On November 11, 1942, the Great American Circus prepared itself to stage an Armistice Day fundraiser for the sixth year at Wabash High School, but no one present could possibly predict the wacky and legendary events about to unfold that afternoon and the days ahead. Lyman Keyes, circus owner, proclaimed this would be his last event in Wabash until the end of WWII because so many of the circus hands were heading off to war. Great American’s special animal act featured three gray Indian elephants, Judy, Empress and Modoc, who stood tethered outside the school gym waiting their chance to perform, when dogs suddenly barked at the elephants’ feet, terrorizing them to bolt loose. While Empress and Judy simply meandered to nearby neighborhoods, the twelve year old, 1900-pound Modoc barnstormed.
Modoc charged to downtown Wabash where her long snout picked up the scent of peanuts roasting in Bradley Brothers drugstore (same spot as Modoc’s Market today.) She chased Chauncey Kessler, who wore a long muskrat coat, through the 42-inch door on Miami Street and using her long trunk rolled Mrs. Kessler onto the floor, all the while flabbergasting pharmacy clerk Helen Myers into shear fright behind the soda fountain. Modoc knocked over the peanut roaster and scarfed up her fill of the little shelled delicacies, and then bidding ado, she smashed through the back door, frame and all, of the New Bradley Building onto Market Street. She crossed to the Union Cigar Store (Market Street Grill) to poke in, but apparently not whiffing her brand, she moved on.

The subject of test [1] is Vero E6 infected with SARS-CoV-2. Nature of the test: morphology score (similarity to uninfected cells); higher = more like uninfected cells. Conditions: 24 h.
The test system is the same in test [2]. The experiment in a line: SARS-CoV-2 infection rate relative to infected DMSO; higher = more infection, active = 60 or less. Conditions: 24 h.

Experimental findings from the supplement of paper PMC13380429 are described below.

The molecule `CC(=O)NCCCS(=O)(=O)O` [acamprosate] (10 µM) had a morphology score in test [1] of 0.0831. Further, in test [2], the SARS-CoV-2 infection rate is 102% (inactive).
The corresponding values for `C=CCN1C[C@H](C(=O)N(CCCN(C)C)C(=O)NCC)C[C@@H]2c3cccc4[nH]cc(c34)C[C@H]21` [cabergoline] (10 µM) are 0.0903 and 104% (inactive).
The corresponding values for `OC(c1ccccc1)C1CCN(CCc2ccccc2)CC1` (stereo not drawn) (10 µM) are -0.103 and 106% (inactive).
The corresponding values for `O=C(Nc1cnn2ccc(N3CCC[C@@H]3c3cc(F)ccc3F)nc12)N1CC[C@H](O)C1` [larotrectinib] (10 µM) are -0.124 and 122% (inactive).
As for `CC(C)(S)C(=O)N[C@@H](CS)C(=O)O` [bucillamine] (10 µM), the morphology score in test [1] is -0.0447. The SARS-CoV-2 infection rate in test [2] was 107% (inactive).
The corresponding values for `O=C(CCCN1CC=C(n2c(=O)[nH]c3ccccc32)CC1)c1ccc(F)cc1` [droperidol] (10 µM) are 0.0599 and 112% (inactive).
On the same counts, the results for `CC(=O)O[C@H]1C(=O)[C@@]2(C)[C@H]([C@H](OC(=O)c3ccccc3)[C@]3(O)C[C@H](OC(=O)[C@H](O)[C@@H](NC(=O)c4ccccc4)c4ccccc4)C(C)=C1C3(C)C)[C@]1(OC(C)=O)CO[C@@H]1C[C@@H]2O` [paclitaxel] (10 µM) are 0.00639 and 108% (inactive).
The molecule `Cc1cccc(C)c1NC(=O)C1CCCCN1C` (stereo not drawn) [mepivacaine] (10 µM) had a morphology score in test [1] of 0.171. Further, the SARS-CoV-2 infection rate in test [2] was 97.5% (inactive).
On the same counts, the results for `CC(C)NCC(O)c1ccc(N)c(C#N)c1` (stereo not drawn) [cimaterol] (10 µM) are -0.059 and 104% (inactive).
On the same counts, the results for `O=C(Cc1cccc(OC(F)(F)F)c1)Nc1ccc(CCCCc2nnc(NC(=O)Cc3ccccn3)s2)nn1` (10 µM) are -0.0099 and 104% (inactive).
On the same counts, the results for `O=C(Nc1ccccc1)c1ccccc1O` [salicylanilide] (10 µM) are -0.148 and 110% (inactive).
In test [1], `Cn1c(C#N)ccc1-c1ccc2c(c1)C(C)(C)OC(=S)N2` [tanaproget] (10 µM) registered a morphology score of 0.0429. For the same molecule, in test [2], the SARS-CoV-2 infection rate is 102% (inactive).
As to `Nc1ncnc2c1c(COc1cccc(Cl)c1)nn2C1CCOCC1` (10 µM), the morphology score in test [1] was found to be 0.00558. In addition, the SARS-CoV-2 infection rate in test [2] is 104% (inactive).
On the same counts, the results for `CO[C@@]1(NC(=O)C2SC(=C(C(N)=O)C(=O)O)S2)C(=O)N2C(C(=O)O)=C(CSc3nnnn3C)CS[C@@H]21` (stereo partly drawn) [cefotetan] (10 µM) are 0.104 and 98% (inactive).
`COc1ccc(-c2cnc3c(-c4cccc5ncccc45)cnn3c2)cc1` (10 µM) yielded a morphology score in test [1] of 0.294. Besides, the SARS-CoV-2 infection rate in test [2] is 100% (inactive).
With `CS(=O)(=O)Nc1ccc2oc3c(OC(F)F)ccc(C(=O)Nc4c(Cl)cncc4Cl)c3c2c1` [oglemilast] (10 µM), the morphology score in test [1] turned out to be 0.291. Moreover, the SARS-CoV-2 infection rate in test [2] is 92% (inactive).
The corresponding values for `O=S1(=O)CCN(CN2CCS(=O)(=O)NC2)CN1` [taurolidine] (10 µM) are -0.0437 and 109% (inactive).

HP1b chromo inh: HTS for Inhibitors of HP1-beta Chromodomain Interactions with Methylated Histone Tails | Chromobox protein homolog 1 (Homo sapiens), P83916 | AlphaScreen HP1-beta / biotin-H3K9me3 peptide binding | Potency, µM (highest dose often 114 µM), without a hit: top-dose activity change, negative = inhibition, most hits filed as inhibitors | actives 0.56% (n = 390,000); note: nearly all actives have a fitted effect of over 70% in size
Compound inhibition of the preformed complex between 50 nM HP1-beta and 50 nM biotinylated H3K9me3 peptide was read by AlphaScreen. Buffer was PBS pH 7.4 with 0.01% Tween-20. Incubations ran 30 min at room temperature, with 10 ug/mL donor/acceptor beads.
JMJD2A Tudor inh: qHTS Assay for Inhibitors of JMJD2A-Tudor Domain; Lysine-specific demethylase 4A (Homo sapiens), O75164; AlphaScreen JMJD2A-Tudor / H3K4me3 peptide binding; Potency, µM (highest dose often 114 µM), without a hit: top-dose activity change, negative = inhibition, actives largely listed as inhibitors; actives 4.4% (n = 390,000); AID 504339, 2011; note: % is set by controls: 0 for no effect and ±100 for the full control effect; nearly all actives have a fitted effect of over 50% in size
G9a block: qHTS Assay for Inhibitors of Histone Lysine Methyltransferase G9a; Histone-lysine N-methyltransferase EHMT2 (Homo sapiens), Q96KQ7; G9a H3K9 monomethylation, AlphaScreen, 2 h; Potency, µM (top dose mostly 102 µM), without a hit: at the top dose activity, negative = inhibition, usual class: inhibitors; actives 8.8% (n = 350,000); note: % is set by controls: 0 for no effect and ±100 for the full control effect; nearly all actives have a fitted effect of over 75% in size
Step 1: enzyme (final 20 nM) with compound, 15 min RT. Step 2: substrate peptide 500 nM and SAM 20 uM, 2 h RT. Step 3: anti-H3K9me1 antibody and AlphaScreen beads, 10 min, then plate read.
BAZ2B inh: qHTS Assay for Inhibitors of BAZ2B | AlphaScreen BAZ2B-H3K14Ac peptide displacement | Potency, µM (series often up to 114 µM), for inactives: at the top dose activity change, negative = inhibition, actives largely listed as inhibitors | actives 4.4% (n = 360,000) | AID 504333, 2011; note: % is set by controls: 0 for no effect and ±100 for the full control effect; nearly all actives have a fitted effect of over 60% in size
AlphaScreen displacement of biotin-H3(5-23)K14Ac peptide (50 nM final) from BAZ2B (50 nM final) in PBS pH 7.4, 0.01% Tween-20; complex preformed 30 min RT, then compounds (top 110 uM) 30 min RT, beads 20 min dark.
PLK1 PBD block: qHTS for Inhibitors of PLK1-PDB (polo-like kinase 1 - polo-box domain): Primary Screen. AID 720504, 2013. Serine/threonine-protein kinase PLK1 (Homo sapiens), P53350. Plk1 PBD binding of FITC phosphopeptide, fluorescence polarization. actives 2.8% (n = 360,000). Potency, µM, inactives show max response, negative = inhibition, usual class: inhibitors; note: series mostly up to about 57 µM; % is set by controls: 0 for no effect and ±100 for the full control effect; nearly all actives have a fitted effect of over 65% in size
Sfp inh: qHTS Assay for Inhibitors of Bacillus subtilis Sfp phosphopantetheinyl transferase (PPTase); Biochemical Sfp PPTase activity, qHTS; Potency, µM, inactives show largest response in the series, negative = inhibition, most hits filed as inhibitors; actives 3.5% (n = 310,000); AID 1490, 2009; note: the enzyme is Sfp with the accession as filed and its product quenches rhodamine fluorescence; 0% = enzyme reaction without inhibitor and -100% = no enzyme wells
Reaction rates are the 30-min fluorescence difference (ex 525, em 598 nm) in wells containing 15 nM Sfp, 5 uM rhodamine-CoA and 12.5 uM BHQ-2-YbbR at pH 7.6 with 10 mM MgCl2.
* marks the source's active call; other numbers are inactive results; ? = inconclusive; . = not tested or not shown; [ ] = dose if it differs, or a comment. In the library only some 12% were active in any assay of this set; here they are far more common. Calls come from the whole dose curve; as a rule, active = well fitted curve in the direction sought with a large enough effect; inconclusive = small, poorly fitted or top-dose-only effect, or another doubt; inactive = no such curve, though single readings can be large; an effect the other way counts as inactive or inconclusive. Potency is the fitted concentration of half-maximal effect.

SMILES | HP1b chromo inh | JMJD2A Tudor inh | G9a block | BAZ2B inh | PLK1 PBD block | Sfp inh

Modoc was on the rampage for the next five days. Headlines spanned the Wabash Plain Dealer and large and small city newspapers around the country while Modoc crisscrossed the Wabash River five times, running wild from farm to farm to eventually wind up in Huntington County. Worried circus workers, angry farmers, Wabash and Huntington County sheriffs, state police, and even Governor Henry F. Shricker joined in chase to see what could be done to capture the storming pachyderm. After a mix of bungled strategies, a black, six foot-seven inch, Carolina circus trainer, “Corona” Ezra Smith finally lured Modoc onto her trailer chanting his elephant “mumbo jumbo” and dispensing twenty-six loaves of bread like doggie treats. Relieved owner, Terrell Jacobs, treated Modoc’s frazzled nerves and recently captured “nose” cold with a medicinal six quarts of whiskey. Modoc chased down the remedy with thirty gallons of water and ate all night to regain a smidgen of her mislaid 800 pounds. Keyes later said, “Modoc is contented and glad to be back with the other girls. It is nice to see her become a nice fat girl again.”
The Great American Circus never returned to Wabash again, but the memory of its specially featured elephant lives on at Modoc’s Market. Thus is the true Wabash history how Modoc became the most famous elephant in America...for one week in 1942.